The Summit Foundation provides over $600K to local nonprofits |

The Summit Foundation provides over $600K to local nonprofits

The Great Rubber Duck Race is one of several annual fundraisers for The Summit Foundation.
Patrick Paden / Special to the Daily |

The Summit Foundation provides more than $600K to nonprofits

The Summit Foundation recently distributed a total of $621,000 in grant awards to nonprofit agencies providing services in Summit County and our neighboring communities.

Almost 25 percent of the grants offered sports and recreational opportunities for youth who might not otherwise be able to afford to participate. Grants included funding for youth hockey, skiing, biking and baseball teams.

“Outdoor recreation is an important part of our culture here in Summit County, and we want to be sure that every youth has an opportunity to be a part of it, regardless of their ability to pay,” Summit Foundation executive director Jeanne Bistranin said in a statement.

Numerous studies have shown that participating in team sports reduces the likelihood of at-risk behavior in teens and helps develop good character and teamwork.

Another portion of the grants was allocated to school-based programs, including the Pre-Collegiate program at Summit High School and the school-based health clinics. The Pre-Collegiate program provides academic and counseling services for middle and high school students who are the first in their family to attend college. The Summit Foundation helped launch the program in 2007, and it now boasts a 100-percent high school graduation rate, with all of the participating students attending college or technical school.

“This year, one-third of our high school scholarships were awarded to first-generation college students, and we attribute that success directly to the Pre-Collegiate program,” Bistranin said in a statement.

The school-based health clinics, a collaboration with the school district and Summit Community Care Clinic, offer comprehensive health care in the school setting, improving access and affordability for children whose families might not otherwise be able to pay for health care.

A grant was also made to the Coats and Clothing for Kids program, which is run by volunteers at Knights of Columbus and offers warm clothing, boots and coats so students can be prepared for winter conditions in our community.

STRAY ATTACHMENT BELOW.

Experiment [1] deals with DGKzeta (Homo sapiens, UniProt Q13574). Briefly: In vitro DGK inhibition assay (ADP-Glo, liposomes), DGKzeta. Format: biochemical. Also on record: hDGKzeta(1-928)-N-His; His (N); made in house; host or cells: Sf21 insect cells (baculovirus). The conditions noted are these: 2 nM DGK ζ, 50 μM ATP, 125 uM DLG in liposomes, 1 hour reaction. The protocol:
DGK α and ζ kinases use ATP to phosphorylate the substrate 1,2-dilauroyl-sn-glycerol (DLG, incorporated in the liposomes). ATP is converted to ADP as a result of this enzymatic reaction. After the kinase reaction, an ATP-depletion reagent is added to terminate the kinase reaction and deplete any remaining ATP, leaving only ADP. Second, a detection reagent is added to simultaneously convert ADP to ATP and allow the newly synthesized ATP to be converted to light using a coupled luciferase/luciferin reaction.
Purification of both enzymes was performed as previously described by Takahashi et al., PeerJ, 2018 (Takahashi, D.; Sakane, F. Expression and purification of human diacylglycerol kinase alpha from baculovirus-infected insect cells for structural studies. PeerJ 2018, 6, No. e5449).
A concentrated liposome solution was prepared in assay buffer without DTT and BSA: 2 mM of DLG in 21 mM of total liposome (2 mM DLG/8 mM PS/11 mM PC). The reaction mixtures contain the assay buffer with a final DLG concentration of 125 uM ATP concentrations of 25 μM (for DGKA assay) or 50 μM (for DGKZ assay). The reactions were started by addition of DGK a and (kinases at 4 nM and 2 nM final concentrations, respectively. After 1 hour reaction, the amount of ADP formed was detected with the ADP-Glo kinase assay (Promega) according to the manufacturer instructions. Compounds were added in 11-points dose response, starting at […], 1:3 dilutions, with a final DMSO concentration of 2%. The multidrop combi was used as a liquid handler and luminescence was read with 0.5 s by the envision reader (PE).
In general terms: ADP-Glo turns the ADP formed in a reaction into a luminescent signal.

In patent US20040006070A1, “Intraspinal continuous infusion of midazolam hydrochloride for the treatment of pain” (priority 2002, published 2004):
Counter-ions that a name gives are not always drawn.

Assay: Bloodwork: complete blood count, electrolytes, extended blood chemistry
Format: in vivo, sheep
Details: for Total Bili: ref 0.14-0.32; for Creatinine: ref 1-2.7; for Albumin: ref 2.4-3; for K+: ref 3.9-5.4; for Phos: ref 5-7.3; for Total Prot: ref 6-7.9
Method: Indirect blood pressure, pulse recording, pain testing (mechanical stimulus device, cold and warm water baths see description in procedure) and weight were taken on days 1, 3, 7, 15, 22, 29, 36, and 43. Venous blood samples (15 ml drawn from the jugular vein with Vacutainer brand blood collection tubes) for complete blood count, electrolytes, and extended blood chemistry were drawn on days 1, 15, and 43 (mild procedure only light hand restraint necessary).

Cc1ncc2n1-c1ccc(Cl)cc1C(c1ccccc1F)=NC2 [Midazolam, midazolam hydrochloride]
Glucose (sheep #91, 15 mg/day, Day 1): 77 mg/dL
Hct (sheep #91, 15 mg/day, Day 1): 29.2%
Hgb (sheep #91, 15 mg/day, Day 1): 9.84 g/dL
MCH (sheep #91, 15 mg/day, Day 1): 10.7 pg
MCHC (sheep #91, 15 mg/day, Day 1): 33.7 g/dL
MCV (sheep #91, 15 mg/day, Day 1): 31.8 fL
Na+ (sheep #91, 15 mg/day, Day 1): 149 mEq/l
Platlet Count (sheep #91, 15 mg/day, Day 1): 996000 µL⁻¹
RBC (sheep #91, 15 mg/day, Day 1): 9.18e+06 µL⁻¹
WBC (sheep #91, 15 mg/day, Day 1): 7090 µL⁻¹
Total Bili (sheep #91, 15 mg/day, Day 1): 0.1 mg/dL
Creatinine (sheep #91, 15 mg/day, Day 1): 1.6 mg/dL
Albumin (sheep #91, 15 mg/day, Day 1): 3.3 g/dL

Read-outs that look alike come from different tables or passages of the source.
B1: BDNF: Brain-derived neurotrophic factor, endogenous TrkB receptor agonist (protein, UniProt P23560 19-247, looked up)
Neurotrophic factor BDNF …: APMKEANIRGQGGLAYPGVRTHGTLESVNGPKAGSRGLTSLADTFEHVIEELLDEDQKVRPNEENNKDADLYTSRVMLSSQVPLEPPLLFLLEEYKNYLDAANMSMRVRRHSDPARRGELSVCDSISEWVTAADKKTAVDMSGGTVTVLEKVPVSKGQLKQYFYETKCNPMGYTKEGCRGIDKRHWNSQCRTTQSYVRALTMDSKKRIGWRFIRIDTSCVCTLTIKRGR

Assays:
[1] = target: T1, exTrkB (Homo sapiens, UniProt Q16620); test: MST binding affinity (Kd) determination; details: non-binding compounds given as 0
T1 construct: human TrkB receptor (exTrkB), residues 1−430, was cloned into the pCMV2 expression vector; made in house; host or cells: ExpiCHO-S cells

Several entities partnered with The Summit Foundation in contributing to the community. The Summit Foundation’s Environment Field of Interest Fund, established with initial funding from Alpine Bank, offered supplemental grants to various nonprofits, such as programs where volunteers build and repair trails in Summit County and our neighboring communities. Vail Resorts EpicPromise also supported several youth-oriented programs, with funding provided through the ski pass program that offers transferable ski passes and is a major fund-raising mechanism for The Summit Foundation.

The Summit Foundation has more than 3,000 donors who provide contributions to help our community. These donations will help the programs throughout the coming year.

Easter Seals partners with local summer camps

Summer camp programs in Breckenridge, Frisco, Silverthorne and Keystone are able to better support the needs of children with disabilities ages 6-17 years old thanks to a grant from The Summit Foundation and Easter Seals Colorado.

Easter Seals’ special needs camp coordinator Saralyn Ostrowski will advise each of the camp programs; providing supervision and training for their existing camp staff. Families can work with a special needs coordinator to identify their child’s needs and talk about how best to make sure their child is safe, well cared for and able to join in the fun. Each camp has specially trained staff onboard to care for children.

Summer Camp Partners:

• Breckenridge Mountain Camp (BMC) – accepts campers 5-12 years old, and new this year, campers with disabilities 13-17 years old

• Breckenridge Recreation classes – age ranges are set by the various programs; please contact staff prior to your visit or the start of the program to arrange for assistance

• Frisco Fun Club (FFC) – accepts campers 5-12 yrs old

— Compiled by Elise Reuter

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